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Topography-Mediated Cell Communication

Project description

Modelling cell-generated forces restructuring their microenvironments

Cells constantly sense and adapt to signals in their microenvironment. In addition to biochemical signals, cells respond to mechanical or biophysical signals and can also send them. The mechanisms are poorly understood. Recent research has revealed cell-generated forces to be able to restructure a cell’s underlying substrate. With the support of the Marie Skłodowska-Curie Actions programme, the TopCellComm project will develop a computational framework to model these forces. Combining phase-field formalism with a mathematical model of nonlinear substrate deformation, the framework will shed light on the mechanisms underlying interactions of single cells and cell pairs with the underling substrates. The ultimate goal is a predictive tool to support biomaterial design for regenerative medicine.


The processes through which cells sense, adapt, and respond to their environment are fundamental to development and homeostasis. Mechanical forces, exerted and experienced by cells, can act as messengers, however, the exact mechanisms by which cells perceive and generate forces have not been elucidated yet. Here, I aim to explore a phenomenon, in which cells autonomously exploit folding and topographical restructuring of their underlying substrates as a means of self-induced guidance and communication mechanism to coordinate their individual and collective behaviours. Guided by the Prof. Doostmohammadi group’s recent collaborative study, revealing cell-generated forces from the folding patterns in real-time, I will develop a computational framework and will use it to numerically dissect the crosstalk between cell activity and self-generated patterns of substrate deformation. To model cell-generated forces, I will employ the phase-field formalism coupled will be coupled to the mathematical model of nonlinear substrate deformation. By utilising available data, I will calibrate the model and carry out simulations to uncover the underlying mechanics of single cell interactions with the substrate and emergent topographic anisotropies. I will then extend the model to consider interaction between pairs of cells on a substrate and elucidate the phenomena of topography-mediated cell communication. These actions will act as a first step towards the interconnection between multicellular-scale self-organized topographic modification and cell migration. Thus, this project at the intersection of mathematics, biology, and bioengineering will be a significant step towards delivering a state-of-the-art predictive tool for the design of biomaterials for regenerative medicine.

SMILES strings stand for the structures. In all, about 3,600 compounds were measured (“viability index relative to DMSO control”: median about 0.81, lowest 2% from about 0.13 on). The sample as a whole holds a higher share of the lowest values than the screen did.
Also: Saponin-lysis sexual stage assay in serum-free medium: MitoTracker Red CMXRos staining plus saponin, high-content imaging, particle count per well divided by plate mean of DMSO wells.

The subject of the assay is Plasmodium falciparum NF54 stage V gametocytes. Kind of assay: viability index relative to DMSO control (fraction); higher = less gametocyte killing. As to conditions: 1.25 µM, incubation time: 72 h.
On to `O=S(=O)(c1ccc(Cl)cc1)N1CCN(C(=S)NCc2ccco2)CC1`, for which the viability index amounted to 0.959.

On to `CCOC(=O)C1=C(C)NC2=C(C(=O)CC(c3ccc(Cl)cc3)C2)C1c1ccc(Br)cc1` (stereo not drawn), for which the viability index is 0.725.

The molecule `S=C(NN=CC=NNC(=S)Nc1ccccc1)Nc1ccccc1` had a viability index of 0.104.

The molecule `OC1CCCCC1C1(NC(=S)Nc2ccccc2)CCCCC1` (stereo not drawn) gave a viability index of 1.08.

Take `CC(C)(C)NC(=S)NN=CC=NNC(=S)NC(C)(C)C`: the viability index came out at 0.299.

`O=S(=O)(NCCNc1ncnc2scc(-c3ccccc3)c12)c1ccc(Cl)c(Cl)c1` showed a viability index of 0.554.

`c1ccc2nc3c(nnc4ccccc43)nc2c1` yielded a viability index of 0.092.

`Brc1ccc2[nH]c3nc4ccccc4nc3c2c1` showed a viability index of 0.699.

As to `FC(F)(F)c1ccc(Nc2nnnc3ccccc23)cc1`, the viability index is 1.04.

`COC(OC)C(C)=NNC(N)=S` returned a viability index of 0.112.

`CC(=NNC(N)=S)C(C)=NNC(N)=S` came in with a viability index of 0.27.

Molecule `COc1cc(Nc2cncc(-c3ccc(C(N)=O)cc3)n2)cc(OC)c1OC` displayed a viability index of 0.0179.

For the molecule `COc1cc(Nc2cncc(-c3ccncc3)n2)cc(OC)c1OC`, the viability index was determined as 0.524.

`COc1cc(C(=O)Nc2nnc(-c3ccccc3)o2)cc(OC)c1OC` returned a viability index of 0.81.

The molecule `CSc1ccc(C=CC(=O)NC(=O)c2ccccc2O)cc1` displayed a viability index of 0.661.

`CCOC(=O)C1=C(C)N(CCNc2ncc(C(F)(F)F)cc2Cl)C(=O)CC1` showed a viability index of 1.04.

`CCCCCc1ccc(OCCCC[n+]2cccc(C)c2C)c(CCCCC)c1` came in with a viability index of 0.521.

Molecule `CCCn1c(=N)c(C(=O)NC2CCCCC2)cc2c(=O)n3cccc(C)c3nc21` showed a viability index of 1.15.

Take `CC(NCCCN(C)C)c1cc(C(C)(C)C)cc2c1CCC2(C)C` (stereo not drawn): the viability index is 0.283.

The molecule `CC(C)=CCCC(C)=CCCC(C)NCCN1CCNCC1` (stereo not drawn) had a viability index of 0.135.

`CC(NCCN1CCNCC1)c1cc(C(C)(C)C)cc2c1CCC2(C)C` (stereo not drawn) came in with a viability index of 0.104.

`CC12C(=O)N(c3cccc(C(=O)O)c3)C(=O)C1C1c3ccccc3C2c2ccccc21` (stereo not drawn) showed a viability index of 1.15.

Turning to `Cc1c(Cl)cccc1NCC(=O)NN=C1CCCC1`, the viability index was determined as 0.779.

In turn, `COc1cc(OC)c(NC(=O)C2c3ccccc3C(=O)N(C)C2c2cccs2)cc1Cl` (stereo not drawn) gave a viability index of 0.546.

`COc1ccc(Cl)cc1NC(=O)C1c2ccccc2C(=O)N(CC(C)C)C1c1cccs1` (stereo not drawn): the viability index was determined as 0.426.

Funding Scheme



Net EU contribution
€ 214 934,40
Norregade 10
1165 Kobenhavn

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Danmark Hovedstaden Byen København
Activity type
Higher or Secondary Education Establishments
EU contribution
No data

Partners (1)